Marconi CR100/7 Communications Receiver
  • Power: 200 - 250VAC 50/60Hz
  • Wavebands: continuously tuneable from 60KHz - 30MHz across 6 switched bands:
    • 60 - 160KHz
    • 160 - 420KHz
    • 0.5 - 1.4MHz
    • 1.4 - 4.0MHz
    • 4.0 - 11.0MHz
    • 11.0 - 30MHz
  • Valve lineup: 11 total: single conversion superhet circuit with 2 RF and 3 IF stages.
    • KTW62 (x7 RF/IF amps)
    • X66 (Mixer)
    • DH63 (AVC diode/LF amp.)
    • KT63 (Output tetrode)
    • U50 (Full wave rectifier)
  • Sensitivity: 1.5uV @20dB S/N on CW up to 18MHz and typically 3uV above 18MHz
  • Also features switchable filters of 100, 300, 1200, 3000, 6000Hz

The upper tuning dial gives a linear reading of frequency - it rotates as the bandswitch is operated. The larger centre knob below the index scale is a coarse tuning control and the smaller inner knob is a fine control.

The index scale does not permit a direct frequency reading but does allow for accurate logging.

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Some Notes On The Marconi CR100 & Variants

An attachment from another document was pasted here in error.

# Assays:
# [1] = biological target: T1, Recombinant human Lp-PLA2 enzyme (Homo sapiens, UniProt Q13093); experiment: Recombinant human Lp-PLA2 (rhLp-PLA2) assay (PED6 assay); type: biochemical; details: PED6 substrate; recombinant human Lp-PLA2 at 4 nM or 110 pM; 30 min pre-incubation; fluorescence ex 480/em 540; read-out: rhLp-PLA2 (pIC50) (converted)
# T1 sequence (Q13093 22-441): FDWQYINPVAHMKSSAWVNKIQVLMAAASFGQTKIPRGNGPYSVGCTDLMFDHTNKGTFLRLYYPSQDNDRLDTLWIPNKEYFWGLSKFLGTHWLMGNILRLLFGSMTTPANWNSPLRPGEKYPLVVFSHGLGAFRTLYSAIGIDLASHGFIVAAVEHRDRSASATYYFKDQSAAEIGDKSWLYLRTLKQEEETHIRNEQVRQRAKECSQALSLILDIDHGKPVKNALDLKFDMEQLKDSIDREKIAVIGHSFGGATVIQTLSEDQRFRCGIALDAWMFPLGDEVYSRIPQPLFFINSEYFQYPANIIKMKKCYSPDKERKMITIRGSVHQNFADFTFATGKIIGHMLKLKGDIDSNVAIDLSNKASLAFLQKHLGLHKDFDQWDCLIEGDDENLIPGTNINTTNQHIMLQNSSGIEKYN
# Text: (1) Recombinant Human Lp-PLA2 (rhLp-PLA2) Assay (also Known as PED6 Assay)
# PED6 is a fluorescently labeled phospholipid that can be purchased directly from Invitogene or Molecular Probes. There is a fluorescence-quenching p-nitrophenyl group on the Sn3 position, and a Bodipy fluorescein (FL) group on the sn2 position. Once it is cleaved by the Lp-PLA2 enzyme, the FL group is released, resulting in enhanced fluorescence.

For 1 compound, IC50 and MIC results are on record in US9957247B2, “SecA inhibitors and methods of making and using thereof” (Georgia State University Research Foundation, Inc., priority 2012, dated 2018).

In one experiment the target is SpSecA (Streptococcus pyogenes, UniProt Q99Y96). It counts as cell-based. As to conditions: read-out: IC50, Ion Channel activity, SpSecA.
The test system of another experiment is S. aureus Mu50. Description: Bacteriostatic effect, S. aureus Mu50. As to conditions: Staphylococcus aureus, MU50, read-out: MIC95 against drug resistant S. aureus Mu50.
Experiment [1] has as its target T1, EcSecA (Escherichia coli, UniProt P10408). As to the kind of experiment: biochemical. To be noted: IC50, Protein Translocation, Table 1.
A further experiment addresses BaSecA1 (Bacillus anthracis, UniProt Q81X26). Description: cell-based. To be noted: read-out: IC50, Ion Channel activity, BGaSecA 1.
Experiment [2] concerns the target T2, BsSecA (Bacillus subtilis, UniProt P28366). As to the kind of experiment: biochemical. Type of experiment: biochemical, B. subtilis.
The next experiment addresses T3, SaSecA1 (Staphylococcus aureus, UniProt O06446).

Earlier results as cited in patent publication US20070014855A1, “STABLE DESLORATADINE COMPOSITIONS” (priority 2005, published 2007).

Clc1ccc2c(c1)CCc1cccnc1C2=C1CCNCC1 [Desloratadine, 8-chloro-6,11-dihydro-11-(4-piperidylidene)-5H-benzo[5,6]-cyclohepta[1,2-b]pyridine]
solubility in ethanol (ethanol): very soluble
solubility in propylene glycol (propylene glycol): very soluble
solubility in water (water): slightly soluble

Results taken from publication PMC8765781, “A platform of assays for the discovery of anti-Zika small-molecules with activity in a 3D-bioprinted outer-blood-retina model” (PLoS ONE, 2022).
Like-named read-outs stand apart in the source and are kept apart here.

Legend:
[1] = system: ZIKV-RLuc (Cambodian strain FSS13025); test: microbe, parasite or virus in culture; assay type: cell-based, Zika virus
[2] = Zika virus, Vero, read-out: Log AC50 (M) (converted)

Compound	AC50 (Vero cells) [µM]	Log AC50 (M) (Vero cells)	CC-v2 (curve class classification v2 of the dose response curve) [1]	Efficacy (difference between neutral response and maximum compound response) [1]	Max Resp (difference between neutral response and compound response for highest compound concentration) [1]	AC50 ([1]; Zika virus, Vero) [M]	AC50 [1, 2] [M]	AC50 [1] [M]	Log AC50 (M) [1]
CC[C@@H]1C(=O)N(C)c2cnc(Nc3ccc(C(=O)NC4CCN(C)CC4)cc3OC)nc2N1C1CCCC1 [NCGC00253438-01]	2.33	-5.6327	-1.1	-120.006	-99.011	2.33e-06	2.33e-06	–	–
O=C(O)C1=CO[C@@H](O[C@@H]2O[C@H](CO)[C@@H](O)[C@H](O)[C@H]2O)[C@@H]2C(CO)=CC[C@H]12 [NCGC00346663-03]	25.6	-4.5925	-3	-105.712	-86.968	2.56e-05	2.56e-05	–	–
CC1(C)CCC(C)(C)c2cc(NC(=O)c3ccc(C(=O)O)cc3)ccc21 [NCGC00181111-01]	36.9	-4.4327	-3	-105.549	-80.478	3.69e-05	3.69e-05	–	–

According the manual, there are a number of variants to this venerable old set. The initial prototype was designated CR100. This was followed by variants designated CR100/1 through CR100/8. None of the CR100's were ever fitted with S-meters as standard.

The CR100/2 was also called the R.A.F. type R1297 receiver, as it was issued to the Royal Air Force and the other services, except the Navy.

The CR100/4 had an "R.I.S." (Radar Interference Suppressor) control on the upper left corner, to adjust a blanking circuit in the receiver to the repetition rate of the radar on the ship to prevent pulse interference. Most Model 4's were painted blue with white lettering (like my example above).

The small metal panel with a VR54 = CV1054 = EB34 double diode valve and toggle switch next to it, with the panel marked AP56703 (AP= Admiralty Pattern) is a noise limiter circuit and it is a definite identifier that you have the CR100/8. If you also had the R.I.S. knob, it would have been the CR100/7 model.

The CR100/1, /4, /5, /6, /7 and /8 were also called the Admiralty Model B28 receivers. 'Admiralty Pattern B28' was the standard MF/HF receiver on the Royal Navy and Royal Canadian Navy ships in World War II. After the war, they were phased out and usually replaced with the Murphy B40 receivers in the Royal Navy and Royal Australian Navy. However, in the Royal Canadian Navy, from around, 1943 they were phased out and replaced by the Canadian-built Marconi CSR5 receiver.

The receivers are excellent performers considering the state of technology in the late 30's to 40's. My set has absolutely no problems receiving WWV Colorado on 10MHz during daylight hours in London.

Last updated 22nd September 2002